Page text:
Speaking on the nine hour detention of Miranda, the Paris-based media freedom monitor Reporters without Borders (RSF) said, “We are very disturbed by this unacceptable violation of the UK’s obligations to respect freedom of information and the confidentiality of journalists’ sources. By acting in this arbitrary way, the British authorities have just emphasized how necessary and legitimate Snowden’s and Greenwald’s revelations were.”
Among the factors that make Miranda detention troubling is the wide powers antiterrorism laws give security agencies for arbitrary detention of people at airports and almost anywhere.
Greenwald told the BBC, “They never asked him about a single question at all about terrorism or anything relating to a terrorist organisation. They spent the entire day asking about the reporting I was doing and other Guardian journalists were doing on the NSA stories.”
If the agents questioning Miranda had not questioned him about terrorism, it means that anyone travelling through Heathrow (and other international airports in the UK) the British police want to punish for some reason could be detained under anti-terror law. The criteria for being detained and harassed is not committing an act of terror or having connections to a terrorist organisation, but doing something that displeases the British political and security establishment.
According to the BBC, Miranda was stopped at Heathrow under Schedule 7 of the Terrorism Act of 2000. “Under the schedule, UK police can stop, examine and search passengers at ports, airports and international rail terminals. A passenger can be held for questioning for up to nine hours and those detained must ‘give the examining officer any information in his possession which the officer requests.’ Any property seized must be returned after seven days, but data from mobile phones and laptops may be downloaded and retained by the police for longer.” Noncooperation could result in a three-month prison sentence.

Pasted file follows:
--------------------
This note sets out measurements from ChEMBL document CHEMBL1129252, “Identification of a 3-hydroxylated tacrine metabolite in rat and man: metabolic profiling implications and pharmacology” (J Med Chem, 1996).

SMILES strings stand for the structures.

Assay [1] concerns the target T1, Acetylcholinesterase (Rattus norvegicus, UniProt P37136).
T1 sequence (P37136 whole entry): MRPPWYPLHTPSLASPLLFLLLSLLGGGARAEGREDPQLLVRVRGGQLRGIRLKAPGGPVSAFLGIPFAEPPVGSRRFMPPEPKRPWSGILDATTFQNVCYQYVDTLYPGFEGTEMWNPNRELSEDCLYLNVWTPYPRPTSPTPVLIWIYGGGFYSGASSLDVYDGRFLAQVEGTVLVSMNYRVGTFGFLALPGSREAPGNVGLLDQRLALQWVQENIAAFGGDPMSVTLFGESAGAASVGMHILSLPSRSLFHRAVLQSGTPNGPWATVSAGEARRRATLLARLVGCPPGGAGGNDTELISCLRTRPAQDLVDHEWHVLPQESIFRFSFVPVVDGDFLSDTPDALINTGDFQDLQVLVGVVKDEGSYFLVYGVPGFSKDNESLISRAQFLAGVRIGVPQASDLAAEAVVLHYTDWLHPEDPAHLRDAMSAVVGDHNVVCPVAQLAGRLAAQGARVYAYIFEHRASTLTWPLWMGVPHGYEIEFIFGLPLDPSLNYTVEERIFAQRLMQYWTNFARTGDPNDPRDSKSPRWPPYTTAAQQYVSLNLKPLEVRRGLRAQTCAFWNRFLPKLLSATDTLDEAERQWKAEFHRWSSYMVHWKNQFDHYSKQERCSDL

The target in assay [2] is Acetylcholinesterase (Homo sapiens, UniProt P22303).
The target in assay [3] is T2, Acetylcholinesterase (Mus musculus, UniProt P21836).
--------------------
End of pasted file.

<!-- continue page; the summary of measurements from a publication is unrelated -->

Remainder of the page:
But crucially, “there is no requirement for an officer to have a ‘reasonable suspicion’ that someone is involved with terrorism before they are stopped,” as the BBC observes.  In other words, the British authorities do not have to justify what was suspicious for removing someone for interrogation.
There are clauses in place to deter arbitrary application however: the decision to apply the law should be based on “current and emerging trends in terrorist activity,” “individuals or groups whose current or past involvement in acts or threats of terrorism is known or suspected,” or “emerging local trends or patterns of travel.” Obviously these restraints were not good enough to prevent the British police from detaining Miranda.
Terrorism Act 2000, which was used to detain Miranda, was followed by a spate of other anti-terrorism legislation in the UK: the Anti-Terrorism, Crime and Security Act 2001, the Prevention of Terrorism Act 2005, the Terrorism Act 2006 and the Counter-Terrorism Act 2008.
In the US meanwhile, among the many shortcomings in the legislations allowing the NSA to eavesdrop, is how broadly they apply. There is very little attempt to narrow down or target potential suspects; instead the objective is to trawl for large quantities of data which nets in for NSA scrutiny the innocent as well as the guilty.